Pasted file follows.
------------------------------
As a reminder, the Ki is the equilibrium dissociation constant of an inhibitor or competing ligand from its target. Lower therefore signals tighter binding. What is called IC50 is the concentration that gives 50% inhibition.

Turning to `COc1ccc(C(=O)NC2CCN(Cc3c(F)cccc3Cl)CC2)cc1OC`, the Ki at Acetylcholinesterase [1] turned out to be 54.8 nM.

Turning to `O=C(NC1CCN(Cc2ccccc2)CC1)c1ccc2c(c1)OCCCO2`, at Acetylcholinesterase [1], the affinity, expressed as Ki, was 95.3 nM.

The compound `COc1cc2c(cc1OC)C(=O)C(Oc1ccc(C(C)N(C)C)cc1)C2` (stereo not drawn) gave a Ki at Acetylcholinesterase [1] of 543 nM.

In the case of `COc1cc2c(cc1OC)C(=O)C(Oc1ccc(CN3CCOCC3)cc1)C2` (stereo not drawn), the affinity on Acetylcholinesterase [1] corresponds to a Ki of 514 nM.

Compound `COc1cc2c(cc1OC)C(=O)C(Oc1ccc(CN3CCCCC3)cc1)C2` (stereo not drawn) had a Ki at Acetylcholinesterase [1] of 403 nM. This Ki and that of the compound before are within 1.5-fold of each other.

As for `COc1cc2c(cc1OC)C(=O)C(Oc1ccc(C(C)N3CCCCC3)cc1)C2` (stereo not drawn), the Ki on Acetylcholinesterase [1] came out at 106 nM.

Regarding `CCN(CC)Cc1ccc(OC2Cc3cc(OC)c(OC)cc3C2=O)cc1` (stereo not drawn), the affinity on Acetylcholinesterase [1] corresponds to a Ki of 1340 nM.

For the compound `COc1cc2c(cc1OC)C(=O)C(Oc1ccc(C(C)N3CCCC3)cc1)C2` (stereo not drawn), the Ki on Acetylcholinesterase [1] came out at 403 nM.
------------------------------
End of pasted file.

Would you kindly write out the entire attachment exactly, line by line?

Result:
As a reminder, the Ki is the equilibrium dissociation constant of an inhibitor or competing ligand from its target. Lower therefore signals tighter binding. What is called IC50 is the concentration that gives 50% inhibition.

Turning to `COc1ccc(C(=O)NC2CCN(Cc3c(F)cccc3Cl)CC2)cc1OC`, the Ki at Acetylcholinesterase [1] turned out to be 54.8 nM.

Turning to `O=C(NC1CCN(Cc2ccccc2)CC1)c1ccc2c(c1)OCCCO2`, at Acetylcholinesterase [1], the affinity, expressed as Ki, was 95.3 nM.

The compound `COc1cc2c(cc1OC)C(=O)C(Oc1ccc(C(C)N(C)C)cc1)C2` (stereo not drawn) gave a Ki at Acetylcholinesterase [1] of 543 nM.

In the case of `COc1cc2c(cc1OC)C(=O)C(Oc1ccc(CN3CCOCC3)cc1)C2` (stereo not drawn), the affinity on Acetylcholinesterase [1] corresponds to a Ki of 514 nM.

Compound `COc1cc2c(cc1OC)C(=O)C(Oc1ccc(CN3CCCCC3)cc1)C2` (stereo not drawn) had a Ki at Acetylcholinesterase [1] of 403 nM. This Ki and that of the compound before are within 1.5-fold of each other.

As for `COc1cc2c(cc1OC)C(=O)C(Oc1ccc(C(C)N3CCCCC3)cc1)C2` (stereo not drawn), the Ki on Acetylcholinesterase [1] came out at 106 nM.

Regarding `CCN(CC)Cc1ccc(OC2Cc3cc(OC)c(OC)cc3C2=O)cc1` (stereo not drawn), the affinity on Acetylcholinesterase [1] corresponds to a Ki of 1340 nM.

For the compound `COc1cc2c(cc1OC)C(=O)C(Oc1ccc(C(C)N3CCCC3)cc1)C2` (stereo not drawn), the Ki on Acetylcholinesterase [1] came out at 403 nM.